P.S. A dark horse originally comes from the horse-racing scene in 19th-century Britain, and presumably dark here means obscure, in the shade, as though a horse not expected to win had been hiding in the shadows.

9 thoughts on “A Dark Horse

  1. Another interesting post, and thank you.

    I grew up ‘just knowing’ what dark horse meant, of course, since English is my native language (thank goodness I don’t have to learn it). But having read your article, something about the ‘dark’ part still niggled at me. Why a ‘dark’ horse?

    In Victorian times I don’t think ‘dark’ would have had quite the same overtones as it does today. They didn’t have the Dark Web, for instance, or Dark Matter. Dark would have meant black, swarthy, or an absence of light. Why ‘dark’ and not ‘shy’, ‘quiet’ or ‘mystery’?

    Then I found this in Wikipedia: The first known mention was in Disraeli’s ‘The Young Duke’ (1831). Disraeli’s protagonist, the Duke of St James, attends a horse race with a surprise finish: “A dark horse which had never been thought of, and which the careless St James had never even observed in the list, rushed past the grandstand in a sweeping triumph.”

    I know your article wasn’t so much about dark horses as about useful and unhelpful attitudes to language learning, but my thought is this:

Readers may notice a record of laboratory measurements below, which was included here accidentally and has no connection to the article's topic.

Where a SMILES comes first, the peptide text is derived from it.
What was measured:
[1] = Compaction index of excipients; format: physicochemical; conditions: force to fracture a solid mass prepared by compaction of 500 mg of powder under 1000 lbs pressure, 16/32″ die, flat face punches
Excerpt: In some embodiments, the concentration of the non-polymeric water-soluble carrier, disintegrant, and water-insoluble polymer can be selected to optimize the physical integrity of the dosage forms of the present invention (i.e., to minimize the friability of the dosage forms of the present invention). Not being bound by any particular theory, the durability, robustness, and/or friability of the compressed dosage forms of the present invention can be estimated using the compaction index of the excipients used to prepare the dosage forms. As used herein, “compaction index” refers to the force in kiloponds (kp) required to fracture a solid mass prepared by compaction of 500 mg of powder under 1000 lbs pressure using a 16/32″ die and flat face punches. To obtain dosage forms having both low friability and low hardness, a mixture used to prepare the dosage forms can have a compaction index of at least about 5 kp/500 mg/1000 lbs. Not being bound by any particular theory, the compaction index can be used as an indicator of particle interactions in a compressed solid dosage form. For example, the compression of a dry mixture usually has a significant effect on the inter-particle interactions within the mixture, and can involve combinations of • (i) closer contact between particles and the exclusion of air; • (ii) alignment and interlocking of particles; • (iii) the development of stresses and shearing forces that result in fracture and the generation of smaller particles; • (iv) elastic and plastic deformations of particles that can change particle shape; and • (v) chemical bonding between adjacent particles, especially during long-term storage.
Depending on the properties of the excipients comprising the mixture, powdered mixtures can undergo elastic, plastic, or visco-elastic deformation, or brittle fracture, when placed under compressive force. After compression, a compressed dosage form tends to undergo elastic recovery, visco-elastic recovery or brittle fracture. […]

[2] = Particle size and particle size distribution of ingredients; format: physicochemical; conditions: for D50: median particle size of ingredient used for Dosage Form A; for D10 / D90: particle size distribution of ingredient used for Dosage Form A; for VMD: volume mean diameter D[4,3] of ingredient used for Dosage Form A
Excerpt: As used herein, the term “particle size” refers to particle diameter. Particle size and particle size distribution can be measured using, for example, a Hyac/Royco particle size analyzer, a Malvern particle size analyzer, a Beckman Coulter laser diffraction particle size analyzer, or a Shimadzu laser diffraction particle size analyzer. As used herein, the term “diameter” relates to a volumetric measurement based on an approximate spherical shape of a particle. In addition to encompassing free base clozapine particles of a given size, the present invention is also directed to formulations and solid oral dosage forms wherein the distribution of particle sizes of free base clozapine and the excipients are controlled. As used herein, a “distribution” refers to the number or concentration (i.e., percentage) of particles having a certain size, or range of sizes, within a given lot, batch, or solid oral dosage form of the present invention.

IN Disraeli’s novel of 1831 ‘dark’ does simply mean ‘dark coloured’ or ‘black’. AFTER Disraeli’s novel – remembering that in Victorian times there was no TV, there were no films and no social media, any new novel would have been seized upon and widely read and discussed – ‘a dark horse’ acquired the meaning of a mystery horse, which then extended to cover any surprise outsider.

    Before Disraeli, a straightforward descriptive phrase; after Disraeli, an idiom.

    Liked by 1 person

  2. Excellent post… these are the hidden elements when it comes to languages and idiomatic uses even when it comes to the same language.
    I wanted to ask you, Niall… When you say (in English) “Touché”. What does it mean?.
    Love & best wishes 😀


    • Good question: we use it when we’re arguing with someone and they make a point we don’t like, but can’t disagree with. Or if someone criticises us or points out our hypocrisy and we can’t deny it, so we admit that they’re right. It comes from fencing, and is used when one fighter hits the other with their sword. Hope that helps 😊.

      Liked by 1 person